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Florida reports nearly 100 more coronavirus cases. Here’s a breakdown.

The state is now tracking more than 300 known cases and seven deaths, according to health officials.

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The Department of Health is now reporting 314 known coronavirus cases involving Floridians or visitors diagnosed in the state.

That includes 13 cases of the disease, COVID-19, associated with Hillsborough County and 10 with Pinellas County. Pasco has 3. Broward County is connected to the most reports: 80. Seven Floridians have died.

As of Tuesday evening, the state had announced just 216 cases — making the morning update the biggest surge yet in reports of the disease in Florida.

The number of positive cases in Pinellas more than doubled from the same time Tuesday. All involve Florida residents. One of the new patients is a 61-year-old woman who recently traveled to New York.

In Hillsborough, 11 of the 13 positive cases involve Florida residents.

Pasco County also added a case in the last day.

Note: The numbers in this chart are updating as new cases come in. The numbers in this story are from the morning of March 18.

The surge in numbers may be as much about expanded testing in Florida as the actual spread of the disease, said Dr. Marissa Levine, director of the Center for Leadership in Public Health Practice at the University of South Florida.

“It’s really hard to tell the difference at this point,” she said.

The United States has drawn criticism for its limited early testing on coronavirus, which makes it more difficult to measure the disease’s spread.

Levine did not want to guess how much Florida’s caseload will grow, but said people should already be following recommendations about washing hands and avoiding crowds

“Don’t worry as much about the actual number of cases. We know it’s here, we know what it is, and we know what to do about it,” she said. “The numbers aren’t necessarily going to change what an individual has to do at this point.”

Gov. Ron DeSantis has in the last week announced a series of far-reaching measures to increase “social distancing” here, meaning keeping people away from large groups where they can easily transmit the disease. On Tuesday, he placed heavy restrictions on restaurants, ordered a month-long closure of bars that do not sell food and announced state testing would not happen this semester for K-12 students.

The goal is to “flatten the curve," a term that has suddenly taken root in common culture. Doctors say it means accepting personal responsibility and adopting widespread social changes to stop the spread of the disease, which can cause a cough, fever and severe respiratory infections. In practice, it means isolating ourselves in a fashion that has upended American life, from suspended major sports leagues to closed churches and mosques to classrooms shuttered in favor of online learning.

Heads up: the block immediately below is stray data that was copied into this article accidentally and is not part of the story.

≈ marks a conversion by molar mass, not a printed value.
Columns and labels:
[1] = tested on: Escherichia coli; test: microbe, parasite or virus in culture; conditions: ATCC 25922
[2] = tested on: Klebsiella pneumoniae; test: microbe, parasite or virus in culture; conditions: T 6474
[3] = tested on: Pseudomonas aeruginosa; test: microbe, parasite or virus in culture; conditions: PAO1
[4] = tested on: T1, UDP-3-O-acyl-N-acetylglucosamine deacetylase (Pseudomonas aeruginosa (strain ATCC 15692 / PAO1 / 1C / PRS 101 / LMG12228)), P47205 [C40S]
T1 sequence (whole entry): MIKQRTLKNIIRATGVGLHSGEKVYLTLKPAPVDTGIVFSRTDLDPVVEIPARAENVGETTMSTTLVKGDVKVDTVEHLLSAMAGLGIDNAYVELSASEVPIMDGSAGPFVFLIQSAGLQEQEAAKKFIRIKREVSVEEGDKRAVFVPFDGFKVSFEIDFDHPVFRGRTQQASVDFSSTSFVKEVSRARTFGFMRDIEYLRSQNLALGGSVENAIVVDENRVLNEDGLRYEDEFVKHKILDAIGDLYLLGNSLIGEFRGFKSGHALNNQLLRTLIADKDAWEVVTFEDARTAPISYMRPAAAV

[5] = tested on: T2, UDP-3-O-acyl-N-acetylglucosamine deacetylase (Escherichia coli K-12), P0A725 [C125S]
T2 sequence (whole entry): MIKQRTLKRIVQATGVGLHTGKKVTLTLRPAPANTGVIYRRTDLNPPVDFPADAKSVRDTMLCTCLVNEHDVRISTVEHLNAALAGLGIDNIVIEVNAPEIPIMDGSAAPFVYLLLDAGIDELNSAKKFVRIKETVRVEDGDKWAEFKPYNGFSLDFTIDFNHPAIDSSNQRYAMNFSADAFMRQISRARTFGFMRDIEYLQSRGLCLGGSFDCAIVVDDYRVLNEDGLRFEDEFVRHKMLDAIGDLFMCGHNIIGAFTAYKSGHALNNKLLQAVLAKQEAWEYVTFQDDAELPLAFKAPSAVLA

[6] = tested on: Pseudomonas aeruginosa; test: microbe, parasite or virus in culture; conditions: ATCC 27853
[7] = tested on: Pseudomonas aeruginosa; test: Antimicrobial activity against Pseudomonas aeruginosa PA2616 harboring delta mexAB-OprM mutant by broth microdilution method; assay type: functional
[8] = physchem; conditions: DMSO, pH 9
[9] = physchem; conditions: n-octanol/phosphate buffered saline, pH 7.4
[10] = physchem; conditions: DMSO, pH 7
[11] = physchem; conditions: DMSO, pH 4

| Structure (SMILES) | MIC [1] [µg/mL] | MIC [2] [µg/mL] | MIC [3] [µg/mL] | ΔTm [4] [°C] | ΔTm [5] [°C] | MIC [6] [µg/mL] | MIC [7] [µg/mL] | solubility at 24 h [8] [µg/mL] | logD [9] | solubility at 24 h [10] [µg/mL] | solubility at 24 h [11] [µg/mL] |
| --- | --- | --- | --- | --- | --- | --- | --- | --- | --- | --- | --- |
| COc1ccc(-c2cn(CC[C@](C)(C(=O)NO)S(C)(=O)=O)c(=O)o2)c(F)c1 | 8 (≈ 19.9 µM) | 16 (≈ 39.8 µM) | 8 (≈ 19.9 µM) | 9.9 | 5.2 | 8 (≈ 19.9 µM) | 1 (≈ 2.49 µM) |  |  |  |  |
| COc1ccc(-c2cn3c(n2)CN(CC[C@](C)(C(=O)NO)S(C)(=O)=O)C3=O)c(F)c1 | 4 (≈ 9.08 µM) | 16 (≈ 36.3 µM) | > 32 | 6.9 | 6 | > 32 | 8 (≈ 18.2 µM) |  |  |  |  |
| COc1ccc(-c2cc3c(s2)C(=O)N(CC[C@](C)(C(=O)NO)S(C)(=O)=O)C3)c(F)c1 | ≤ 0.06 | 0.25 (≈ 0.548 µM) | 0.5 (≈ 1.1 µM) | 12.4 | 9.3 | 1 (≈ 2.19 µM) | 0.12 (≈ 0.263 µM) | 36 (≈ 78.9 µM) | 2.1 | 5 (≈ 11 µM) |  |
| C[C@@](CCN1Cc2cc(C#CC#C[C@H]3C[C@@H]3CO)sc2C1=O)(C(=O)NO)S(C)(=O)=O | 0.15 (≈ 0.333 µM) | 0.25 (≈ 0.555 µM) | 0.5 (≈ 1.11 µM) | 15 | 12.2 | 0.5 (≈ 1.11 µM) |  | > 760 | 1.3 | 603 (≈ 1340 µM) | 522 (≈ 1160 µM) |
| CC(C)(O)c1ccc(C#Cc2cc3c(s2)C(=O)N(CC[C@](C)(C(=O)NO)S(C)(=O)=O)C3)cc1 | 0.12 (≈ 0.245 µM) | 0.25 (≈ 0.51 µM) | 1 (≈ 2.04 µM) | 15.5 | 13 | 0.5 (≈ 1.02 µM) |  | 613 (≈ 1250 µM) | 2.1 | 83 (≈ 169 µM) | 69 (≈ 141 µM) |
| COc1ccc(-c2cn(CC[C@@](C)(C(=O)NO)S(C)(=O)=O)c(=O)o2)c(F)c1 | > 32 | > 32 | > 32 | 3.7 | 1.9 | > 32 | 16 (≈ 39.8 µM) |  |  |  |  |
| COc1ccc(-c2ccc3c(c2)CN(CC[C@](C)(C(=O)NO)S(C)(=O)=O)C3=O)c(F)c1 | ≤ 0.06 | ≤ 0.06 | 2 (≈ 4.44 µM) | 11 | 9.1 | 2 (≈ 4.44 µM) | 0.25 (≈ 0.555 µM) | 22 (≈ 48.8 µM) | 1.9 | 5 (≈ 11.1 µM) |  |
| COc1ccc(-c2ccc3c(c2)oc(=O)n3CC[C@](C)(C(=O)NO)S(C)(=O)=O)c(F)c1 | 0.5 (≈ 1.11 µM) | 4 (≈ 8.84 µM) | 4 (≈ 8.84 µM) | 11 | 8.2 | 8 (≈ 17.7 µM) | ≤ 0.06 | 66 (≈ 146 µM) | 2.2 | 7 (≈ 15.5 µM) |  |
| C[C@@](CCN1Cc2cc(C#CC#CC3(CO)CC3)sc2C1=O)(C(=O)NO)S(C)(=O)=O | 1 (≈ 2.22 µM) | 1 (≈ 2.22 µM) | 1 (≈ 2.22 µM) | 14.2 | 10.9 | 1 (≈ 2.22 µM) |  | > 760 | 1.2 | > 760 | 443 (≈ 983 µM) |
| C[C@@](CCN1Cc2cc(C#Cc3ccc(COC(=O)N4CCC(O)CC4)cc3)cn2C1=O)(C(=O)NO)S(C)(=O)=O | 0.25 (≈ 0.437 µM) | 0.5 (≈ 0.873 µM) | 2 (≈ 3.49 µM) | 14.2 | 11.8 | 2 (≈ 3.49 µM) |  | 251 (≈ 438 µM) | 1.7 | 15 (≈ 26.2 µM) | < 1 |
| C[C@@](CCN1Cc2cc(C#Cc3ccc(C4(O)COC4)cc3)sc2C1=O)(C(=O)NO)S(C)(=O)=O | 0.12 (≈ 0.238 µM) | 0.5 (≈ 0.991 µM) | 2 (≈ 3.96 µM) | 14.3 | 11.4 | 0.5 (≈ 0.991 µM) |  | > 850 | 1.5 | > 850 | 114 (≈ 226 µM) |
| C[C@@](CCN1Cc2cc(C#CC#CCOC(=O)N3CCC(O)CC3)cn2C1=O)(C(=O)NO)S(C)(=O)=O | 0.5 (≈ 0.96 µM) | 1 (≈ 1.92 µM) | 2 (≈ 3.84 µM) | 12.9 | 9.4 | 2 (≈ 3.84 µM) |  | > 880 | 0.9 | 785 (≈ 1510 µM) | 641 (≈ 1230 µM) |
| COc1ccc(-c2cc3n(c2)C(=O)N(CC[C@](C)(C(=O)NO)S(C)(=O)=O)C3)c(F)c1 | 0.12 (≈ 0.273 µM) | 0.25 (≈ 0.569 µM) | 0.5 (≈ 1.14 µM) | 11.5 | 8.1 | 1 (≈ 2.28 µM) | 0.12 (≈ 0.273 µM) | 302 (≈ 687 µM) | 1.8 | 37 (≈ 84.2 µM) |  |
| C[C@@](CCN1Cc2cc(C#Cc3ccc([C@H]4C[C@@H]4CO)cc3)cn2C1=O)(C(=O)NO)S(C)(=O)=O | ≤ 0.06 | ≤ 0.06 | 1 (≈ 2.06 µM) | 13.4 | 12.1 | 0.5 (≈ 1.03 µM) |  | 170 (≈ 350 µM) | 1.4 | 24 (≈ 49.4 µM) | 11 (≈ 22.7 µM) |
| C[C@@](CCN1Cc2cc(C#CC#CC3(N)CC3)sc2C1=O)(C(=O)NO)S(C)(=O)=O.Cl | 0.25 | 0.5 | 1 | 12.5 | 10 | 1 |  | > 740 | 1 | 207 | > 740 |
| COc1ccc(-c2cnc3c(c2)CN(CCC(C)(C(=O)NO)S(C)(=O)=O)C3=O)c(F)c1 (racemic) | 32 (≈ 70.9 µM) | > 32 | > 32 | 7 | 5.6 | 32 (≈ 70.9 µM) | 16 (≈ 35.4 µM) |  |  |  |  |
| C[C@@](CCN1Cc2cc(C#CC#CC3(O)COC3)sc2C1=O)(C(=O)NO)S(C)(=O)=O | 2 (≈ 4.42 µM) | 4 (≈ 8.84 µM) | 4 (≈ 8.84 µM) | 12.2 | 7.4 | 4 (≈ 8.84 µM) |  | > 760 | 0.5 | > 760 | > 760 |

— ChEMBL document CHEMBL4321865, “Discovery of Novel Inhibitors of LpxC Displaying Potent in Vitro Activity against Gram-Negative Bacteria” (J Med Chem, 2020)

The curve, visually, is the number of coronavirus cases added to an area each day. Florida’s curve is still going up.

The state is considered especially vulnerable to the effects of COVID-19 because it has a greater share of residents in their 70s, 80s or older than any other in America. Doctors say the elderly and those with chronic health conditions are especially susceptible to the illness. Leaders here have banned nearly all visitors to elder care facilities in an attempt to stop the disease from entering such risky spaces. On Tuesday, the governor announced a 77-year-old man at a Broward County assisted living facility had COVID-19 before he died.

The latest data show that a significant chunk of cases connected with Florida involve patients 60 or older, a group that experts say includes people who should exercise particular caution in the face of the pandemic. DeSantis has repeatedly said he believes younger residents who do not experience serious symptoms are not diagnosed because they do not seek out testing. Supply shortages and strict criteria have also meant that much of the early testing has only been available to those at the highest risk.

Florida on Wednesday announced its youngest patient yet, a 6-year-old boy in Palm Beach County.

Times staff writer Langston Taylor contributed to this report.

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